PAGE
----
Facebook investor and PayPal co-founder Peter Thiel gave 24 young would-be entrepreneurs a two-year $100,000 grant each to drop out of college and pursue the business plans of their dreams. One year on, financial returns are in short supply.
Thiel announced the “Thiel Fellowship” in the fall of 2010, arguing that expensive, debt-producing university education is holding back bright young minds that could ignite the next technological revolution.
“You increasingly have people who are graduating from college, not being able to get good jobs, moving back home with their parents,” Thiel recently told The New York Times. “I think there’s a surprising openness to the idea that something’s gone badly wrong and needs to be fixed.”
Although Thiel is right about the dim prospects for finding a job after graduation, advocates of a liberal education that teaches students to think critically and develop a broad understanding of the world might disagree with the titan investor.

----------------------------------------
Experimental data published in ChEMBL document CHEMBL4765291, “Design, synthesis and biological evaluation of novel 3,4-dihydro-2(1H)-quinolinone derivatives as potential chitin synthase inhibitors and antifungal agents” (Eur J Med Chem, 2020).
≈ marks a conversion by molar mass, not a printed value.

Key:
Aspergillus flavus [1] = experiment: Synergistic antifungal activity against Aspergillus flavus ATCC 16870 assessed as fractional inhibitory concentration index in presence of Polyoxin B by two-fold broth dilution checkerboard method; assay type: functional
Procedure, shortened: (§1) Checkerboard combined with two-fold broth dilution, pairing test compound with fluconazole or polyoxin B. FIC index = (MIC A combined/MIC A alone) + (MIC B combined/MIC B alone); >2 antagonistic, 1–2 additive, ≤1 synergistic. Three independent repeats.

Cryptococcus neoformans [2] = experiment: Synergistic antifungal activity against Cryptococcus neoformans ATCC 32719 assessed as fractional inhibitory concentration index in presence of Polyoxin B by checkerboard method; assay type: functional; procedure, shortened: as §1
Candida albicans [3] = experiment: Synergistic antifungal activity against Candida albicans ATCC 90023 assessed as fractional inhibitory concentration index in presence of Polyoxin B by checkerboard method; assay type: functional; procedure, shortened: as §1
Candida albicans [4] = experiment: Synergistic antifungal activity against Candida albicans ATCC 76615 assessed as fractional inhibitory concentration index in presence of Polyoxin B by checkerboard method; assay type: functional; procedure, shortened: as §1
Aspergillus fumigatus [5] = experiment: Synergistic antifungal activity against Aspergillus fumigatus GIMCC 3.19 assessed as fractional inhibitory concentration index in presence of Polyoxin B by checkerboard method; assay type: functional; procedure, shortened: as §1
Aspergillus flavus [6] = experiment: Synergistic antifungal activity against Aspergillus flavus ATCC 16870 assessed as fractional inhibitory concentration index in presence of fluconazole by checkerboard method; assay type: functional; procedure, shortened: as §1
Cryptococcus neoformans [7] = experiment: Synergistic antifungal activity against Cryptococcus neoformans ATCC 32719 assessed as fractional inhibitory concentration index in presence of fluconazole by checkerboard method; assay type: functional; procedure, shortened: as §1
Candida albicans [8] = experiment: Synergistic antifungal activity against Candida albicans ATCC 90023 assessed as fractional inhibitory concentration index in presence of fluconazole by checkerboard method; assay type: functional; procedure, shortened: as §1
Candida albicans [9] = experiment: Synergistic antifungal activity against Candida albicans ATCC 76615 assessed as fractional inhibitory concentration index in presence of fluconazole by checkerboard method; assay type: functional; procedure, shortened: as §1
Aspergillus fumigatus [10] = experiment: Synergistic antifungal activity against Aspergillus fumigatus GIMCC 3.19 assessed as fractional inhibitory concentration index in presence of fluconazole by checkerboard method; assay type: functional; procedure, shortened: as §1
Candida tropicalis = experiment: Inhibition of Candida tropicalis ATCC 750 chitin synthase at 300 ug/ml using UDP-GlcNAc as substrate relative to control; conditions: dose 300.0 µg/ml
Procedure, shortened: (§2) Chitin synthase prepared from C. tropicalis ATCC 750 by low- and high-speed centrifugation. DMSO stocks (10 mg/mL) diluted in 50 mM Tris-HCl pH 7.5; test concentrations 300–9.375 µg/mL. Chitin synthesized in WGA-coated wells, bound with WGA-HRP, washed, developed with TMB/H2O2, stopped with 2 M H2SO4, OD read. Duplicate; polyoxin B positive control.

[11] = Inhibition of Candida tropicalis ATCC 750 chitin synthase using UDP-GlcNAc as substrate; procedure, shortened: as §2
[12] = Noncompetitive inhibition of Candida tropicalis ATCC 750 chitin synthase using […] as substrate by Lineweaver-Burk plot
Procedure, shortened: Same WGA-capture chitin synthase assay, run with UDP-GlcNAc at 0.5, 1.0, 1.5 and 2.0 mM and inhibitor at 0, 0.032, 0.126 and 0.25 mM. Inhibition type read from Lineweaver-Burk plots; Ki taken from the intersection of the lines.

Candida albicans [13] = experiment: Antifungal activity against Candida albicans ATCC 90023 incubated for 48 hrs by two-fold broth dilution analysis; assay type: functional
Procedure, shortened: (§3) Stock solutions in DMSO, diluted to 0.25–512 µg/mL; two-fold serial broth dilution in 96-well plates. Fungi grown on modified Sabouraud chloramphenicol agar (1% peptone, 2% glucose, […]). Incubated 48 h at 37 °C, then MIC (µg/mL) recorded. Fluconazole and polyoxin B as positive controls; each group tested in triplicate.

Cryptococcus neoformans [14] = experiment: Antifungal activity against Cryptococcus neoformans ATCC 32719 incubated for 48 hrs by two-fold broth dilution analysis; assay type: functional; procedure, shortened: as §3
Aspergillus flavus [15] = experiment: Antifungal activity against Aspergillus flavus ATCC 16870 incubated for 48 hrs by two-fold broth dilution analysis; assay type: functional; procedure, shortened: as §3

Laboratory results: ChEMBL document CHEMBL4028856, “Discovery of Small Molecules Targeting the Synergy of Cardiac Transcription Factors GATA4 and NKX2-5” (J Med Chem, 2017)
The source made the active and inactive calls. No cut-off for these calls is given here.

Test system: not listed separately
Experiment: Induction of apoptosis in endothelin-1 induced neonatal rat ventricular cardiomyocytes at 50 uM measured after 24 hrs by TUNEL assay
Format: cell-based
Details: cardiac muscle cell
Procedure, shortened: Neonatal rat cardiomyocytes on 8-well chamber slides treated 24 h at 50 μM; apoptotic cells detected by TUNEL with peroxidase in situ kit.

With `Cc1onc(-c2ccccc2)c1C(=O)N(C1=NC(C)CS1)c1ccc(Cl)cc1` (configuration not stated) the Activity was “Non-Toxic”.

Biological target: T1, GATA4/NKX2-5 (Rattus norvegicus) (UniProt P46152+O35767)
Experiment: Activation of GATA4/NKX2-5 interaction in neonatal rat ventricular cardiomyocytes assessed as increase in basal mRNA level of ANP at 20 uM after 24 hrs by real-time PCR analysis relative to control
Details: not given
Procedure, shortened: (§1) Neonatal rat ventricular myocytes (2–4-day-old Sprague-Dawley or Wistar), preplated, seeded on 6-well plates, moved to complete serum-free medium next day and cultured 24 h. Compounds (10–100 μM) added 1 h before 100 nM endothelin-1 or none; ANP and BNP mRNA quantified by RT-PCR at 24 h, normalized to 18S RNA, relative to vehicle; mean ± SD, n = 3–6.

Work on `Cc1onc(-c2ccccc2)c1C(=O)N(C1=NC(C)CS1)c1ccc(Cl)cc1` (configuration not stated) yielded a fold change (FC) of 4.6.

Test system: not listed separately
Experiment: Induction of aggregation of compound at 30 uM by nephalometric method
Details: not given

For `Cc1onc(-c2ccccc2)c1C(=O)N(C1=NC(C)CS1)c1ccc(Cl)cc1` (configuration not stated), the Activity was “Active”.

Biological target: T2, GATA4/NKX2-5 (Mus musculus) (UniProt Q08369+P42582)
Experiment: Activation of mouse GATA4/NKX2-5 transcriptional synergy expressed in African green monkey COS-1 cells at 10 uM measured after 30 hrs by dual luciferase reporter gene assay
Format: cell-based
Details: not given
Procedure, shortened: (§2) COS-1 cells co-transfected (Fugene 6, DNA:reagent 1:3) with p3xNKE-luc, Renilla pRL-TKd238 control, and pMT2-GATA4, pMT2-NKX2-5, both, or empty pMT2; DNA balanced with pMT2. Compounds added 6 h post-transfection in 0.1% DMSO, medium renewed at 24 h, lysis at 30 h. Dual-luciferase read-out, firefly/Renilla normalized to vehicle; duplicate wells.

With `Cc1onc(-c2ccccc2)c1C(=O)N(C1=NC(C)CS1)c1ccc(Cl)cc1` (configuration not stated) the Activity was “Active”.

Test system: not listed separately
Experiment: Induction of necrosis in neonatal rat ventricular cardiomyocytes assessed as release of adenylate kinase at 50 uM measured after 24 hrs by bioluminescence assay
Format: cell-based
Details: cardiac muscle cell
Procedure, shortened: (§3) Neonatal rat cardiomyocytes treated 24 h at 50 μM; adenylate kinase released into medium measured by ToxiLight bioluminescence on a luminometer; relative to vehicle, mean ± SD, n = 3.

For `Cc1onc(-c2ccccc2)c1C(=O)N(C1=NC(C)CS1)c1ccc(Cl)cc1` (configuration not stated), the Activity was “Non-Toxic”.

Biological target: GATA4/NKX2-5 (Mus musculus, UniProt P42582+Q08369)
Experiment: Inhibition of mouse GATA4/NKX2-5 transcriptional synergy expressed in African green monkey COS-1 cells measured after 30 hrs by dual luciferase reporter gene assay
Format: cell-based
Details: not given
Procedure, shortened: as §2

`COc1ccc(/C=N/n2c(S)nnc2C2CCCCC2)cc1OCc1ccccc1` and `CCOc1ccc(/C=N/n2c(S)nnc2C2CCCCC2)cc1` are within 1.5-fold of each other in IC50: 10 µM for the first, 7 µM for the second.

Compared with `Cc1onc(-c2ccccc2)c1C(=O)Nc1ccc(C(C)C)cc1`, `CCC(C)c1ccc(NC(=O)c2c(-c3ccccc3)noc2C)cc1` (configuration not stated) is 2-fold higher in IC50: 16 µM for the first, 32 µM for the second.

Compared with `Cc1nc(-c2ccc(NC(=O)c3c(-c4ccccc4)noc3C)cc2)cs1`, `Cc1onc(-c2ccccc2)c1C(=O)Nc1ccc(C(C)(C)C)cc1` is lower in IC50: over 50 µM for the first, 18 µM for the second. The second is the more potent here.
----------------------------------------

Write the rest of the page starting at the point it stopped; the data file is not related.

Inc. magazine spoke with five of the Thiel fellows about their experiences in trading school “for the startup lifestyle.” Only one of them had found any sort of income.
Check in with one Thiel fellow below before clicking through to read about others.
—Posted by Alexander Reed Kelly.
Progress report: Tyle is the VP of business development at a mobile social gaming company called Scopely.
Any revenue yet? None.
Best takeaway: Grow yourself, not just your company: “I’ve matured significantly through the fellowship. I’ve learned how to build and manage a team, and handle relationships in a business.”
College thing he doesn’t miss: “The structure. I think that structure can pigeonhole creative minds and put a limit on your ambition.”
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